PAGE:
Post Reply What Is Manga
Creator
2652 cr points
Send Message: Send PM GB Post
18 / F
Offline
Posted 7/2/12 , edited 7/2/12
Manga:[/red]are comics created in Japan, or by Japanese creators in the Japanese language, conforming to a style developed in Japan in the late 19th century.[1] They have a long, complex pre-history in earlier Japanese art.[2]

In Japan, people of all ages read manga. The medium includes works in a broad range of genres: action-adventure, romance, sports and games, historical drama, comedy, science fiction and fantasy, mystery, horror, sexuality, and business/commerce, among others.[3] Since the 1950s, manga has steadily become a major part of the Japanese publishing industry,[4] representing a ¥406 billion market in Japan in 2007 (approximately $3.6 billion) and ¥420 billion ($5.5 billion) in 2009.[5] Manga have also gained a significant worldwide audience.[6] In Europe and the Middle East the market is worth $250 million.[7] In 2008, the U.S. and Canadian manga market was valued at $175 million. The markets in France and the United States are about the same size. Manga stories are typically printed in black-and-white,[8] although some full-color manga exist (e.g. Colorful). In Japan, manga are usually serialized in large manga magazines, often containing many stories, each presented in a single episode to be continued in the next issue. If the series is successful, collected chapters may be republished in paperback books called tankōbon.[9] A manga artist (mangaka in Japanese) typically works with a few assistants in a small studio and is associated with a creative editor from a commercial publishing company.[10] If a manga series is popular enough, it may be animated after or even during its run,[11] although sometimes manga are drawn centering on previously existing live-action or animated films[12] (e.g. Star Wars).

The term manga (kanji: 漫画; hiragana: まんが; katakana: マンガ; is the Japanese word for "comics/cartoons". "Manga" as a term used outside Japan refers specifically to comics originally published in Japan.[13] However, manga-influenced comics, among original works, exist in other parts of the world, particularly in Taiwan ("manhua"), South Korea ("manhwa"),[14] and China, notably Hong Kong ("manhua").[15] In France, "la nouvelle manga" has developed as a form of bande dessinée (literally drawn strip) drawn in styles influenced by Japanese manga. In the United States, people refer to what they perceive as manga "styled" comics as Amerimanga, world manga, or original English-language manga (OEL manga). Still, the original term "manga" is primarily used in English-speaking countries solely to describe comics of Japanese origin.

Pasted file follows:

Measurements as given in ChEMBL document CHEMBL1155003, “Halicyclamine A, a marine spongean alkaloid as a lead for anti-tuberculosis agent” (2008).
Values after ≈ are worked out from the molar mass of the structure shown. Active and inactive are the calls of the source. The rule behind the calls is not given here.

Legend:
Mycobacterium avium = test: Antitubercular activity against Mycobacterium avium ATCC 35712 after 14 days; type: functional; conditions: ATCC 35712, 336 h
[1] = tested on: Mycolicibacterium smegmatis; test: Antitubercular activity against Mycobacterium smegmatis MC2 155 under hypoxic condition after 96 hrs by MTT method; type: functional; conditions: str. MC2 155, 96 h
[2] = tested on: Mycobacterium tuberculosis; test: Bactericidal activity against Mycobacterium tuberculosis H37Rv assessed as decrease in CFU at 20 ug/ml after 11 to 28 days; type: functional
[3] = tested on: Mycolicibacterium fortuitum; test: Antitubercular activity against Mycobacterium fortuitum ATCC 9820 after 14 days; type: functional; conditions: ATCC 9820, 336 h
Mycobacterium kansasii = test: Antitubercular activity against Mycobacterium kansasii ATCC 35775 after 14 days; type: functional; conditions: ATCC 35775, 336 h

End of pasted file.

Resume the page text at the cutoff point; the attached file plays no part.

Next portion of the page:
Etymology:
The Chinese characters used to write the word manga in Japanese can be translated as "whimsical drawings". The word first came into common usage in the late 18th century with the publication of such works as Santō Kyōden's picturebook Shiji no yukikai (1798), and in the early 19th century with such works as Aikawa Minwa's Manga hyakujo (1814) and the celebrated Hokusai Manga books (1814–1834) containing assorted drawings from the sketchbooks of the famous ukiyo-e artist Hokusai.[16] Rakuten Kitazawa (1876–1955) first used the word "manga" in the modern sense


Modern manga originated in the Occupation (1945–1952) and post-Occupation years (1952–early 1960s), while a previously militaristic and ultra-nationalist Japan rebuilt its political and economic infrastructure.

Writers on manga history have described two broad and complementary processes shaping modern manga. One view emphasizes events occurring during and after the U.S. Occupation of Japan (1945–1952), and stresses U.S. cultural influences, including U.S. comics (brought to Japan by the GIs) and images and themes from U.S. television, film, and cartoons (especially Disney).[18] Alternately, other writers such as Frederik L. Schodt, Kinko Ito, and Adam L. Kern stress continuity of Japanese cultural and aesthetic traditions, including pre-war, Meiji, and pre-Meiji culture and art.[19]

Regardless of its source, an explosion of artistic creativity certainly occurred in the post-war period,[20] involving manga artists such as Osamu Tezuka (Astro Boy) and Machiko Hasegawa (Sazae-san). Astro Boy quickly became (and remains) immensely popular in Japan and elsewhere,[21] and the anime adaptation of Sazae-san continues to run as of 2011, regularly drawing more viewers than any other anime on Japanese television. Tezuka and Hasegawa both made stylistic innovations. In Tezuka's "cinematographic" technique, the panels are like a motion picture that reveals details of action bordering on slow motion as well as rapid zooms from distance to close-up shots. This kind of visual dynamism was widely adopted by later manga artists.[22] Hasegawa's focus on daily life and on women's experience also came to characterize later shōjo manga.[23] Between 1950 and 1969, an increasingly large readership for manga emerged in Japan with the solidification of its two main marketing genres, shōnen manga aimed at boys and shōjo manga aimed at girls ...In 1969 a group of female manga artists (later called the Year 24 Group, also known as Magnificent 24s) made their shōjo manga debut ("year 24" comes from the Japanese name for the year 1949, the birth-year of many of these artists).[25] The group included Hagio Moto, Riyoko Ikeda, Yumiko Oshima, Keiko Takemiya, and Ryoko Yamagishi, and they marked the first major entry of female artists into manga.[9] Thereafter, primarily female manga artists would draw shōjo for a readership of girls and young women.[26] In the following decades (1975–present), shōjo manga continued to develop stylistically while simultaneously evolving different but overlapping subgenres.[27] Major subgenres include romance, superheroines, and "Ladies Comics" (in Japanese, redisu レディース, redikomi レディコミ, and josei 女性).[28]